Emory’s Division of Campus Life received $300,000 to build the Alpha Epsilon Pi (AEPi) fraternity house, due to a donation made possible through fund-raising efforts by alumni.
The donation is preceded by the return of Pi Kappa Alpha (Pike) this month, who will be moving back into 22 Eagle Row, where AEPi has been housed for the past three years. AEPi will remain in the house for the 2009-10 academic year and will be guaranteed University housing until the new house is made available.
AEPi President Michael Rabin said that the donation is a turning point for the Epsilon chapter.
“This is bigger than me, bigger than everyone standing here, but it represents all of us and it represents the next 80, 90 years to come,” Rabin said.
Director of Fundraising for the Epsilon Chapter Campaign Zachary Allen, who graduated last year, said the money was raised over the past seven years. He said that the first six years yielded $27,000 of the $300,000 that was donated yesterday.
Allen said donors are given the option of both high-dollar donations and low-dollar donations. High-dollar donations, he said, are given under a naming program, in which certain dollar amounts ranging from $5,000 to $50,000 are assigned to rooms in the new house, such as bedrooms, the library and the chapter room. Low-dollar amounts range in the hundreds and are meant to help alumni remain involved with the fraternity.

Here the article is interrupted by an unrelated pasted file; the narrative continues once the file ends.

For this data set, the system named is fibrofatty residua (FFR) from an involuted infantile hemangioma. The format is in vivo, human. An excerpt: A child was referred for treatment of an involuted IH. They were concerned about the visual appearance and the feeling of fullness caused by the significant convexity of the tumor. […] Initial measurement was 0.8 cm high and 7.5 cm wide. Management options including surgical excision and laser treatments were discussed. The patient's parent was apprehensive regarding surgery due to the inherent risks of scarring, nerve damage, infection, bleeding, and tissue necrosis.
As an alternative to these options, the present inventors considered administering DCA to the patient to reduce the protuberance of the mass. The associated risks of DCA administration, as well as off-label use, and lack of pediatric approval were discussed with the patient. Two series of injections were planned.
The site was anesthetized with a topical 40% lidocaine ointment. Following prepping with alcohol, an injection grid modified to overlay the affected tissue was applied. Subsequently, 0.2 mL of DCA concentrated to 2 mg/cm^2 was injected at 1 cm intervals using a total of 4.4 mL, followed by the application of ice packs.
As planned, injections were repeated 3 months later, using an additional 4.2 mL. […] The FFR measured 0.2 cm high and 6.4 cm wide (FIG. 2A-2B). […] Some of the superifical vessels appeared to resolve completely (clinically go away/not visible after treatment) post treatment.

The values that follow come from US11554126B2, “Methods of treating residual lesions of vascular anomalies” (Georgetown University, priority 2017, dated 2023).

AEPi alumn Don Reisman, who graduated in 1949, said that he is proud of how far the Epsilon chapter has gone and credits this success to Allen’s efforts.
Allen said that it is also the strength of the fraternity itself that made fundraising possible.
He said that Reisman’s dedication to the campaign is a mark of true brotherhood, and is indicative of AEPi’s prestige.
“I hope we don’t forget whose shoulders we stand on — they are very broad shoulders,” he said.
Rabin said the donation and the new house solidify and maintain the fraternity’s dominance on campus by showing that “the Epsilon chapter is here to stay.” Allen said that the new house will strengthen the already dynamic bond between brothers.
Campus Life Dean John Ford said that the building of the house is reaching its beginning stages. He said that negotiations and concerns such as location and design have yet to begin. According to a press release, financing and construction will begin as soon as funds are received.
After the event, several brothers crowded around the check for photographs
and thanked alumni for their hard work.
Allen, who according to Reisman was the reason the campaign was as successful as it was, said that he couldn’t take all the credit.
“You’ve come from every corner of Long Island,” Allen joked, speaking to fraternity brothers. “By keeping this house in order, you’ve given alumni a chance to give you a home.”
— Contact Alice Chen